November 14, 2020

Exploring the Business Case for Responsible AI

According to a report produced by The Economist Intelligence Unit (The EIU), "Lofty estimates of the future value of artificial intelligence (AI) reflect the growing role it is playing throughout the economy, supporting greater output capacity and productivity improvements."

Sponsored by Google Cloud, "The report is a timely call to action on responsible AI development and explores the key considerations that technology companies must take into account when designing, developing and implementing artificial intelligence (AI) responsibly. The purpose of the report is to highlight the value of responsible AI practices in an increasingly AI-driven world. The findings are based on an extensive evidence review, an expert interview program and an executive survey program."

Entitled Staying ahead of the curve: The business case for responsible AI, the report offers a conceptual toolkit to help firms realize the full potential of AI, while balancing critical questions around ethics and responsibility. Moreover, "While many ethical AI guidelines have been published globally, many firms have yet to meaningfully implement these, and need to do so in order to realize the full benefits of AI. The core purpose of this study is to assess the full benefits of responsible AI, both short- and long-term, and to outline the necessary investments to support it, as firms design, develop and implement the technology."

Below are the report's key findings:
  • Responsible AI should be seen as a potential source of competitive advantage, not only as a reactive measure to assuage ethical concerns.
  • Firms that incorporate responsible AI practices throughout the product development lifecycle will build competitive advantage through enhanced product quality.
  • Responsible AI can significantly benefit talent acquisition, retention and engagement, especially given employees' growing scrutiny of their employer’s ethics, beliefs and practices.
  • Companies' growing reliance on user data is emphasizing the need for better data management, security and privacy, which will in turn fuel growth in the AI industry.
  • AI regulation is imminent and firms should invest in readiness.
  • Responsible AI can improve a firm's top- and bottom-line growth by increasing customer engagement, broadening revenue streams, offering procurement advantages in competitive bidding processes, and increasing pricing power in the marketplace.
  • Societal belief in the virtue of technology companies remains high, but heightened focus on the sector has increased the trust and branding risks associated with a lack of responsible AI.

With respect to the first finding that responsible AI should be seen as a potential source of competitive advantage, the report says "Firms that shift their AI development processes to align with more responsible practices are likely to see reduced medium- and long-term downside risks associated with challenges such as dealing with a data breach. However, this study shows that the benefits of responsible AI actually extend far beyond risk management. For instance, improved data security and privacy can boost the availability and use of reliable data, and clearer 'interpretability' can make it easier to understand AI use cases within a business. Among EIU executive survey respondents, 90% agree that the potential long-term benefits and cost savings associated with implementing responsible AI far outweigh the initial costs."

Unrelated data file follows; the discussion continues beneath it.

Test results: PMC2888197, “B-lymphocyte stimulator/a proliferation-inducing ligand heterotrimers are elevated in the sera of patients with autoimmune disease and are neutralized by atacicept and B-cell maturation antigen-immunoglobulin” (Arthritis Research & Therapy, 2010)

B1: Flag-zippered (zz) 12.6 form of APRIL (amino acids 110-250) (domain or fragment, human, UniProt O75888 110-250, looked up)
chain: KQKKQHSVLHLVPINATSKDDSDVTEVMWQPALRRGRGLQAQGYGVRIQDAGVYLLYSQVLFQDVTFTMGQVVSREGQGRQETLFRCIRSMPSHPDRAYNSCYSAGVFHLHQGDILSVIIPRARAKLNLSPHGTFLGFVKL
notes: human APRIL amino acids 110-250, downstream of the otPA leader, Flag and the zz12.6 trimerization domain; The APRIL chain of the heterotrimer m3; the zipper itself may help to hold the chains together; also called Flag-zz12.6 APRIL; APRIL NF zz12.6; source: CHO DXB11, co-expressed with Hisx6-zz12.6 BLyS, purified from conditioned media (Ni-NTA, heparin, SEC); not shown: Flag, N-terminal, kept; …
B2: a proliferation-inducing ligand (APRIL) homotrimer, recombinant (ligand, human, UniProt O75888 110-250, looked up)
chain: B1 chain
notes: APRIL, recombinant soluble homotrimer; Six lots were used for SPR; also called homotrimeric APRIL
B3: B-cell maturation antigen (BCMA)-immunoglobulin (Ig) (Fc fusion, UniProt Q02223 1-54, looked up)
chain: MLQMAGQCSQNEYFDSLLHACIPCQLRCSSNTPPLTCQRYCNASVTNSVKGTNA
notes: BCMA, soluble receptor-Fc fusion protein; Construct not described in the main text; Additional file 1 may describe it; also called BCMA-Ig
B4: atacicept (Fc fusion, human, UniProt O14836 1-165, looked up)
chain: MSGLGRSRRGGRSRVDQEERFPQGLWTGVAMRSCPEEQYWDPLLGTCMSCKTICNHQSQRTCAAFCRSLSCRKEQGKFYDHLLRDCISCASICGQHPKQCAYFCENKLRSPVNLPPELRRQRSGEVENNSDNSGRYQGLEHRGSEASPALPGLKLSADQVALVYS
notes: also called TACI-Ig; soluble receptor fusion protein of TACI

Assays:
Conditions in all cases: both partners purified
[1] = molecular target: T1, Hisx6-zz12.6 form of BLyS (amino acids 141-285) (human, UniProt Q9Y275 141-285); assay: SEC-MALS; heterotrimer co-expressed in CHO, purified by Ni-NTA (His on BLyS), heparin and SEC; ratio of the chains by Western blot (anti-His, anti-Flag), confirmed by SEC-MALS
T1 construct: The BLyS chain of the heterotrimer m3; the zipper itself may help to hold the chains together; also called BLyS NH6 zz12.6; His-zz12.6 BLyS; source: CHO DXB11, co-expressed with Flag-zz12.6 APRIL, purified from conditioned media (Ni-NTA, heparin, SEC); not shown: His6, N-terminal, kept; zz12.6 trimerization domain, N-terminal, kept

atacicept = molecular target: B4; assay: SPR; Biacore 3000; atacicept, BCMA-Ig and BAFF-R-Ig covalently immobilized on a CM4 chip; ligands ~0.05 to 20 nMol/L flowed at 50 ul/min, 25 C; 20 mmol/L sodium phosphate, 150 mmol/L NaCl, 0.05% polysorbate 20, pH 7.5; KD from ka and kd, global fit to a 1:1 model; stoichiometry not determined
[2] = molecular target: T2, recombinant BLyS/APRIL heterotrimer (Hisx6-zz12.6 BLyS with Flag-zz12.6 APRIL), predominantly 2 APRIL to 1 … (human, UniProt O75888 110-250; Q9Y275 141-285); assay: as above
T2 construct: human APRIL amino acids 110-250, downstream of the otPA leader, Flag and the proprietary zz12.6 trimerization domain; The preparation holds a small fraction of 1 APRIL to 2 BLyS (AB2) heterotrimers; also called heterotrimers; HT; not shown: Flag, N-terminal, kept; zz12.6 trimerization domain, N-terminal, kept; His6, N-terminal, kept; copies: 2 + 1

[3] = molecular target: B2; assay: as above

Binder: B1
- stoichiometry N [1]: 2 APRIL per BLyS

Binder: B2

Regarding the finding the AI regulation is imminent and firms should invest in readiness, the report notes that "Despite concerns about overregulation, many stakeholders in the broader AI ecosystem believe that the current lack of regulatory clarity may be feeding uncertainty, undermining public acceptance of the technology and stalling investment. EIU survey data confirms this, with over 85% of business leaders from across sectors reporting that formal AI regulation is long overdue. Regulation is coming, and it is incumbent on market leaders to invest themselves in the process in order to promote a responsible and balanced approach, rooted in the realities of AI technology and its applications. Preparedness for regulation is essential. Companies that invest in responsible AI practices now will be able to engage with regulators and act as industry advisors in crucial conversations about future regulations, potentially preventing the development of sweeping or overly restrictive AI regulations."

As for the final finding, the report suggests that "In the technology industry, the connection between trust and branding (including publicity) has never been stronger. A number of recent scandals have increased external scrutiny of industry practices, and 64% of EIU survey respondents report that these scandals have made them more distrustful of the technology sector. These developments have occurred against the backdrop of the fourth industrial revolution, and amid growing skepticism in many quarters about the overall benefits of new technologies. As a result, firms must realize that decisions made today about AI ethics could have long-lasting implications for how their brands are perceived in the marketplace."

Do you agree with the report's findings? What are your recommendations on how a business can implement responsible AI practices?

Aaron Rose is a board member, corporate advisor, and co-founder of great companies. He also serves as the editor of GT Perspectives, an online forum focused on turning perspective into opportunity.

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